Since I have, by the merest accident, got hold of Gough, I will extract what he records of the forgotten Tracy, as it may not be unentertaining to the lover of history to peruse a detail of the ultimate fate of one of the glorious four, who delivered their country from perhaps the greatest pest that was ever sent to scourge it.

"William de Tracy, one of the murderers of Becket, has been generally supposed, on the authority of Mr. Kisdon, (p. 116.) to have built an aisle in the church of Morthoe, Devon; and to have therein an altar-tomb about 2 feet high, with his figure engraven on a grey slab of Purbeck marble, 7 feet by 3, and 7 inches thick, and this inscription, [in Saxon capitals,]

"SYRE [Guillau] ME DE TRACY [gist icy, Diu de son all ME EYT MERCY.

'' On the upper end of this tomb is carved in relief the crucifixion, with the virgin and St. John, and on the north side some Gothic arches, and these three coats; I. Az. 3 lions passant guardant, Arg. 2. Arg. 3. two bars, G. Az. a saltire,

Or. The first of these is the coat of

William Camville, formerly patron of this church: the second, that of the Martins, formerly lords of Barnstaple, who had lands in this neighbourhood: the third, that of the Saint Albim, who had also estates in the adjoining parish of Georgeham.

"The figure on the slab is plainly that of a priest in his sacerdotal habit, holding a chalice between his hands, as

if in the act of consecration. Bishop

Stapledon's register, though it does not contain the year of his institution, fixes the date of his death in the following terms, ' Anno, 1322, 16 Deer. Thomas Robertus pr mental, ad eccles. de Morthoe vacantem per mortem Wilhelmi de Tract, (lie dominie, primo post nativ. Virginis per mortem Will, de Campvill.'

"The era of the priest is therefore 140 years later than that of the knight. It does not appear by the episcopal registers that the Trades were ever patrons of Morthoe, except in the following instances :—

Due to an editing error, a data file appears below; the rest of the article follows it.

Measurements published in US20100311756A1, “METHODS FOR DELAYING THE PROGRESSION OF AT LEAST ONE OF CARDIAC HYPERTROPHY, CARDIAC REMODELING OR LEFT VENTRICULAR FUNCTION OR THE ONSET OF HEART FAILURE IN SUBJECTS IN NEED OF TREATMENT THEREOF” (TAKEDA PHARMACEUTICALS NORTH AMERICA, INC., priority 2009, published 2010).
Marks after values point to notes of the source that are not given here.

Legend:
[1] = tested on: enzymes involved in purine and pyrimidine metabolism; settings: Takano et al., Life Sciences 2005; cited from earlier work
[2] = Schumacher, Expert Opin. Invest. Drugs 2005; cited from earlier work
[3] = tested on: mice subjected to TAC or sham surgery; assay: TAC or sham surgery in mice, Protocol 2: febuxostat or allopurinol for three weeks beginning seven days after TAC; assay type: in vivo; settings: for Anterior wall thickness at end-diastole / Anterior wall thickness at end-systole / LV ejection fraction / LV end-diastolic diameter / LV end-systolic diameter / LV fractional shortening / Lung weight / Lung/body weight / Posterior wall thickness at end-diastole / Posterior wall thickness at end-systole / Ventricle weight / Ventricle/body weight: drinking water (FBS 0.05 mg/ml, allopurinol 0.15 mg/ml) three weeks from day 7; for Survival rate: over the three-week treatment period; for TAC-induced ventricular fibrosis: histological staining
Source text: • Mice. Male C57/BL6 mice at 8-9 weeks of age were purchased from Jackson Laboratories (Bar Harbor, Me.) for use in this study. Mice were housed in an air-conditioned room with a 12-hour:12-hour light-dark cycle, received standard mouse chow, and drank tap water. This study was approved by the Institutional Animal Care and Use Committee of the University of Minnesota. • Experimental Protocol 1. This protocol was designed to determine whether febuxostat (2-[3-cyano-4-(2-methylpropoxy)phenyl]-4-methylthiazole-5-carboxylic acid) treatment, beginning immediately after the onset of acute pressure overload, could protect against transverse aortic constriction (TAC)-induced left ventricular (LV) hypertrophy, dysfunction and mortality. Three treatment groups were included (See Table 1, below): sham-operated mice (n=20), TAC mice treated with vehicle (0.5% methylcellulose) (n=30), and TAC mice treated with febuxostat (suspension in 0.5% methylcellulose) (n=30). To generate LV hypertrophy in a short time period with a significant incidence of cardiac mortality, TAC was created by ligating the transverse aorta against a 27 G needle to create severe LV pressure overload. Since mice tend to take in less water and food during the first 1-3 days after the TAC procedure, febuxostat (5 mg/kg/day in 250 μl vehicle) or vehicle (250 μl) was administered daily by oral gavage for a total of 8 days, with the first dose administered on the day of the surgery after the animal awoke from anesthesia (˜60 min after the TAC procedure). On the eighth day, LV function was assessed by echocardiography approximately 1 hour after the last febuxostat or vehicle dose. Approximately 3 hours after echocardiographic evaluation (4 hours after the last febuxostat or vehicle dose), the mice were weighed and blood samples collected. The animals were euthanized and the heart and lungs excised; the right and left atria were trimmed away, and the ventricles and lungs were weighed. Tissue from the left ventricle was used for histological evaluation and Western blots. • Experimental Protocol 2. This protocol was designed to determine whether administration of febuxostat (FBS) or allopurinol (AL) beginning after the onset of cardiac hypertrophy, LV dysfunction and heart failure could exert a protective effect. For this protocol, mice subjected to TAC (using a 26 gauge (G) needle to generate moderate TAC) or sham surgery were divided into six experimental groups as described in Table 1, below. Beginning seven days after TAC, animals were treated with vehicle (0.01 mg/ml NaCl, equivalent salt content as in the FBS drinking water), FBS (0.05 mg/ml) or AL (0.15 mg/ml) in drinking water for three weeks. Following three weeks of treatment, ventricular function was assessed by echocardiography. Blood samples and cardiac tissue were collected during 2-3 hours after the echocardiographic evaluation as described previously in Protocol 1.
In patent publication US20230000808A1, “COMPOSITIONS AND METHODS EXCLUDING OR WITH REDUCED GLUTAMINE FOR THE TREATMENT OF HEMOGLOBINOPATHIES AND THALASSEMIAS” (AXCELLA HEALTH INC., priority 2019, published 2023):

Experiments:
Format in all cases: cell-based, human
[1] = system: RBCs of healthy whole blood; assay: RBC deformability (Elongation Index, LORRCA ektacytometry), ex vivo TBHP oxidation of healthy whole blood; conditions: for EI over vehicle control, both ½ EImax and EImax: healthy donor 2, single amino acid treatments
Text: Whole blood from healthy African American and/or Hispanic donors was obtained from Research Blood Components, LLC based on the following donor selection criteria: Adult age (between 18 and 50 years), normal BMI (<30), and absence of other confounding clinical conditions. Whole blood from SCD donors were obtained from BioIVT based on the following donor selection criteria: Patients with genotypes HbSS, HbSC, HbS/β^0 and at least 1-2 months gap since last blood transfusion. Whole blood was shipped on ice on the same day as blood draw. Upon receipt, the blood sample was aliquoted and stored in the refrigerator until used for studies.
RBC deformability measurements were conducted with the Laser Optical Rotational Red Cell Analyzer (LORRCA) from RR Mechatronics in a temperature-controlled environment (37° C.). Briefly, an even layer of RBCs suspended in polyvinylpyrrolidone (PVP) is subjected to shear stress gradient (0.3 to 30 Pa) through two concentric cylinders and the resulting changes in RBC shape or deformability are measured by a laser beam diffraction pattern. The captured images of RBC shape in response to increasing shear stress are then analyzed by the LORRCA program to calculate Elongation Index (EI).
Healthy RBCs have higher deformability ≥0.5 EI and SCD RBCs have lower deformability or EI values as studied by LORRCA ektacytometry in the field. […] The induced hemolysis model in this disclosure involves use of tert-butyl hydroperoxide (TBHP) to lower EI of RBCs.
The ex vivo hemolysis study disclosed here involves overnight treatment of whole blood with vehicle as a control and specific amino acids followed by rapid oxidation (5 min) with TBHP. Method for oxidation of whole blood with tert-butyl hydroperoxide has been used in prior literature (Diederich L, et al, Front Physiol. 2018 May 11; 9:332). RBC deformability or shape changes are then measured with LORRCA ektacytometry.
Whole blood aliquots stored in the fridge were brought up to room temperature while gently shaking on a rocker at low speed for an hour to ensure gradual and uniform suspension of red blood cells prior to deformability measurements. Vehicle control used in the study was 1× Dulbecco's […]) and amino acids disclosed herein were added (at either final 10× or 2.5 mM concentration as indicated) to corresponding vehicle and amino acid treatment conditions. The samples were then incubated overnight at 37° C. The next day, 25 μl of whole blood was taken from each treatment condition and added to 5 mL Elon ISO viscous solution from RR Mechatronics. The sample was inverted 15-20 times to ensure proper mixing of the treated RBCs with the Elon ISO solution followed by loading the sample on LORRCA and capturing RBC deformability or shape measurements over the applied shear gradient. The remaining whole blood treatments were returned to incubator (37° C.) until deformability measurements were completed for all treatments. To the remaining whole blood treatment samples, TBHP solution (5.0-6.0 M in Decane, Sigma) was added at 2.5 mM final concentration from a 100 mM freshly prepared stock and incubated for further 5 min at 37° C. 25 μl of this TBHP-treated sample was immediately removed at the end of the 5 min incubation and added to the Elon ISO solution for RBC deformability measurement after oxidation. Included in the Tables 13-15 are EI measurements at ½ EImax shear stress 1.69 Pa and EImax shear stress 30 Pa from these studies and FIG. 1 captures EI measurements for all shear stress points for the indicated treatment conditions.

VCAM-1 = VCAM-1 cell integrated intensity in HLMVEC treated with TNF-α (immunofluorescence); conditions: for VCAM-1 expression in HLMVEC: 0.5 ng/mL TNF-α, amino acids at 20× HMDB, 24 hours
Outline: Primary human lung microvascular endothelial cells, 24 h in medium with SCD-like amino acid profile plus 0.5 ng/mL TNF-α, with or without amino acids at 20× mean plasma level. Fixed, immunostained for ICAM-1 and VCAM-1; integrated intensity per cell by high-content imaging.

"Anno, 1257, Cal. Junii, John Allworthy, presented by Henry de Traci, guardian of the lands and heirs of Ralph de Brag. Anno, 1275. Thomas Capellanus was presented to this rectory by Philip de Weston. In 1330, Feb. 5, Henry de la Mace was presented to this rectory by William de Camville. In 1381, Richard Hopkins was presented by the dean and chapter of Exeter, who are still patrons.

"It is probable that the stone with the inscription to William de Tracy did not originally belong to the altar-tomb on which it now lies; but by the arms seems rather to have been erected for the patron William de Camville, it being unusual in those days to raise so handsome a monument for a priest, especially as the altartomb and slab are of very different materials, and the benefice itself is of very inconsiderable value. It is also probable the monument of Traci lay on the ground, and that when this monument was broken open, according to Risdon, in the last century, this purbeck slab was placed upon the altar-tomb though it did not at first belong to it.

"The Devonshire antiquaries assert that sir William de Tracy retired to this place after he had murdered Becket. But this tradition seems to rest on no better au